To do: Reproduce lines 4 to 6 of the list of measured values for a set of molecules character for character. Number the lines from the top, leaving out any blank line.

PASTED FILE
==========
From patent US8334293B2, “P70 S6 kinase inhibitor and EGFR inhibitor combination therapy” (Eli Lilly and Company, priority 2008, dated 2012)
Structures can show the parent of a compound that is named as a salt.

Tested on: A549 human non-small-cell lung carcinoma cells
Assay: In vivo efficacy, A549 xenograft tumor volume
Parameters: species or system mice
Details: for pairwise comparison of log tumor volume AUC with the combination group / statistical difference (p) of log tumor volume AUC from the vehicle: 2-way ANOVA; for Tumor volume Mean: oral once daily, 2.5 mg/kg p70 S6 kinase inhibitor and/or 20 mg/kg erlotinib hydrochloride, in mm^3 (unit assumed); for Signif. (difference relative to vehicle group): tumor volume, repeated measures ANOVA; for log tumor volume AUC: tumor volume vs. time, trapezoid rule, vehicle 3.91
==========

Assay: In vivo efficacy, A549 xenograft tumor volume
Parameters: species or system mice
Details: for pairwise comparison of log tumor volume AUC with the combination group / statistical difference (p) of log tumor volume AUC from the vehicle: 2-way ANOVA; for Tumor volume Mean: oral once daily, 2.5 mg/kg p70 S6 kinase inhibitor and/or 20 mg/kg erlotinib hydrochloride, in mm^3 (unit assumed); for Signif. (difference relative to vehicle group): tumor volume, repeated measures ANOVA; for log tumor volume AUC: tumor volume vs. time, trapezoid rule, vehicle 3.91